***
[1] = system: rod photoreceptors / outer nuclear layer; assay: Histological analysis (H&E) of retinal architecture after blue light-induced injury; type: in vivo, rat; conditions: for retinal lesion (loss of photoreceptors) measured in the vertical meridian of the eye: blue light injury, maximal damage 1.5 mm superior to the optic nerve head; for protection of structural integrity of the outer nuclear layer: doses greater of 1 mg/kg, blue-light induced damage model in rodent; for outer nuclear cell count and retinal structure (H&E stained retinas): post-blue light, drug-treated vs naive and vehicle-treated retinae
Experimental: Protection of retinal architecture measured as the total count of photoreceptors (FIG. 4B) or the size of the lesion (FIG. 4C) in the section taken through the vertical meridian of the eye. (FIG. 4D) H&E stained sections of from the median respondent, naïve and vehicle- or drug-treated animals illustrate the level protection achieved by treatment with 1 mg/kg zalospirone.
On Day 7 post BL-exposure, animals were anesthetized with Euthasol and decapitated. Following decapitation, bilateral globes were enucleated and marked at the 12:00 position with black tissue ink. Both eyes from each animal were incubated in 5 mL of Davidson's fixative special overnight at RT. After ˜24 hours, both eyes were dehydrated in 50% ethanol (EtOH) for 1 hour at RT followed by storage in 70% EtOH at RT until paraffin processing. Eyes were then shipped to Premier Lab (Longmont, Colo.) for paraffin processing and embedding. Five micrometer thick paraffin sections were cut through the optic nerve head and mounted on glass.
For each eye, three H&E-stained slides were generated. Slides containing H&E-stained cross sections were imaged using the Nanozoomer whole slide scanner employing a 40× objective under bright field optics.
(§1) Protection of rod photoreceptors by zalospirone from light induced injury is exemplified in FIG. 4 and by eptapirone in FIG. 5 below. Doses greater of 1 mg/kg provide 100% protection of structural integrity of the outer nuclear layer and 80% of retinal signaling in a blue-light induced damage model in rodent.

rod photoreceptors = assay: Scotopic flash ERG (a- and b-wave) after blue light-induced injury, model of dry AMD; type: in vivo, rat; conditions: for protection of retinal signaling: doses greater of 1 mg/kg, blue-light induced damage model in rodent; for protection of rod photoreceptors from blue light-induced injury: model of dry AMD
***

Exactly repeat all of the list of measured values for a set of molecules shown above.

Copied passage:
[1] = system: rod photoreceptors / outer nuclear layer; assay: Histological analysis (H&E) of retinal architecture after blue light-induced injury; type: in vivo, rat; conditions: for retinal lesion (loss of photoreceptors) measured in the vertical meridian of the eye: blue light injury, maximal damage 1.5 mm superior to the optic nerve head; for protection of structural integrity of the outer nuclear layer: doses greater of 1 mg/kg, blue-light induced damage model in rodent; for outer nuclear cell count and retinal structure (H&E stained retinas): post-blue light, drug-treated vs naive and vehicle-treated retinae
Experimental: Protection of retinal architecture measured as the total count of photoreceptors (FIG. 4B) or the size of the lesion (FIG. 4C) in the section taken through the vertical meridian of the eye. (FIG. 4D) H&E stained sections of from the median respondent, naïve and vehicle- or drug-treated animals illustrate the level protection achieved by treatment with 1 mg/kg zalospirone.
On Day 7 post BL-exposure, animals were anesthetized with Euthasol and decapitated. Following decapitation, bilateral globes were enucleated and marked at the 12:00 position with black tissue ink. Both eyes from each animal were incubated in 5 mL of Davidson's fixative special overnight at RT. After ˜24 hours, both eyes were dehydrated in 50% ethanol (EtOH) for 1 hour at RT followed by storage in 70% EtOH at RT until paraffin processing. Eyes were then shipped to Premier Lab (Longmont, Colo.) for paraffin processing and embedding. Five micrometer thick paraffin sections were cut through the optic nerve head and mounted on glass.
For each eye, three H&E-stained slides were generated. Slides containing H&E-stained cross sections were imaged using the Nanozoomer whole slide scanner employing a 40× objective under bright field optics.
(§1) Protection of rod photoreceptors by zalospirone from light induced injury is exemplified in FIG. 4 and by eptapirone in FIG. 5 below. Doses greater of 1 mg/kg provide 100% protection of structural integrity of the outer nuclear layer and 80% of retinal signaling in a blue-light induced damage model in rodent.

rod photoreceptors = assay: Scotopic flash ERG (a- and b-wave) after blue light-induced injury, model of dry AMD; type: in vivo, rat; conditions: for protection of retinal signaling: doses greater of 1 mg/kg, blue-light induced damage model in rodent; for protection of rod photoreceptors from blue light-induced injury: model of dry AMD